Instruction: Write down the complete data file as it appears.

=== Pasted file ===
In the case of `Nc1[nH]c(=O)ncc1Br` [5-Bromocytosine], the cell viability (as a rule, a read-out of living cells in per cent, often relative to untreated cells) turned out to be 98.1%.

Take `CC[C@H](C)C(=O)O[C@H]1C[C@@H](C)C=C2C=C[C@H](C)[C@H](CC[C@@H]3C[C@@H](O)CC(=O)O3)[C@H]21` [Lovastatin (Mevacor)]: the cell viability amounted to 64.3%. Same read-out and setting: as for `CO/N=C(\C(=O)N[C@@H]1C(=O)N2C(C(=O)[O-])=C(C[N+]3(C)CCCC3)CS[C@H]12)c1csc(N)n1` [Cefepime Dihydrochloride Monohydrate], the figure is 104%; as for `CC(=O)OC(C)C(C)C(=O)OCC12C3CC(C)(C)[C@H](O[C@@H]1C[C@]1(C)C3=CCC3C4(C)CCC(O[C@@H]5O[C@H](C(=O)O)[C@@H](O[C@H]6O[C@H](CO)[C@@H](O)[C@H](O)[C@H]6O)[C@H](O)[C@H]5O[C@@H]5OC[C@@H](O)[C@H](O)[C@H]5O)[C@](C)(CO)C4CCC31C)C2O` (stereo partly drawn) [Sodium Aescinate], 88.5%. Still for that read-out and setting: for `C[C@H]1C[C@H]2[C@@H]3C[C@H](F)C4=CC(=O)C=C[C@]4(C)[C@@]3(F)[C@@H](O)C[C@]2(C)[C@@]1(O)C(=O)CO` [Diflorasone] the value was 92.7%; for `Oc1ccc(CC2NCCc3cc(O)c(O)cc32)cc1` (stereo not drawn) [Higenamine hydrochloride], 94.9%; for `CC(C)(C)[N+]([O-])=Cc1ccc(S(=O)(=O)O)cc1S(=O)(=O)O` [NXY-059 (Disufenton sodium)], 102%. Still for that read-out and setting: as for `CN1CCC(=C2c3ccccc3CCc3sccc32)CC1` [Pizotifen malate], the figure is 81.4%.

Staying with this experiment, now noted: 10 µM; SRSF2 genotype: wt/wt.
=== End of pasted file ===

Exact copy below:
In the case of `Nc1[nH]c(=O)ncc1Br` [5-Bromocytosine], the cell viability (as a rule, a read-out of living cells in per cent, often relative to untreated cells) turned out to be 98.1%.

Take `CC[C@H](C)C(=O)O[C@H]1C[C@@H](C)C=C2C=C[C@H](C)[C@H](CC[C@@H]3C[C@@H](O)CC(=O)O3)[C@H]21` [Lovastatin (Mevacor)]: the cell viability amounted to 64.3%. Same read-out and setting: as for `CO/N=C(\C(=O)N[C@@H]1C(=O)N2C(C(=O)[O-])=C(C[N+]3(C)CCCC3)CS[C@H]12)c1csc(N)n1` [Cefepime Dihydrochloride Monohydrate], the figure is 104%; as for `CC(=O)OC(C)C(C)C(=O)OCC12C3CC(C)(C)[C@H](O[C@@H]1C[C@]1(C)C3=CCC3C4(C)CCC(O[C@@H]5O[C@H](C(=O)O)[C@@H](O[C@H]6O[C@H](CO)[C@@H](O)[C@H](O)[C@H]6O)[C@H](O)[C@H]5O[C@@H]5OC[C@@H](O)[C@H](O)[C@H]5O)[C@](C)(CO)C4CCC31C)C2O` (stereo partly drawn) [Sodium Aescinate], 88.5%. Still for that read-out and setting: for `C[C@H]1C[C@H]2[C@@H]3C[C@H](F)C4=CC(=O)C=C[C@]4(C)[C@@]3(F)[C@@H](O)C[C@]2(C)[C@@]1(O)C(=O)CO` [Diflorasone] the value was 92.7%; for `Oc1ccc(CC2NCCc3cc(O)c(O)cc32)cc1` (stereo not drawn) [Higenamine hydrochloride], 94.9%; for `CC(C)(C)[N+]([O-])=Cc1ccc(S(=O)(=O)O)cc1S(=O)(=O)O` [NXY-059 (Disufenton sodium)], 102%. Still for that read-out and setting: as for `CN1CCC(=C2c3ccccc3CCc3sccc32)CC1` [Pizotifen malate], the figure is 81.4%.

Staying with this experiment, now noted: 10 µM; SRSF2 genotype: wt/wt.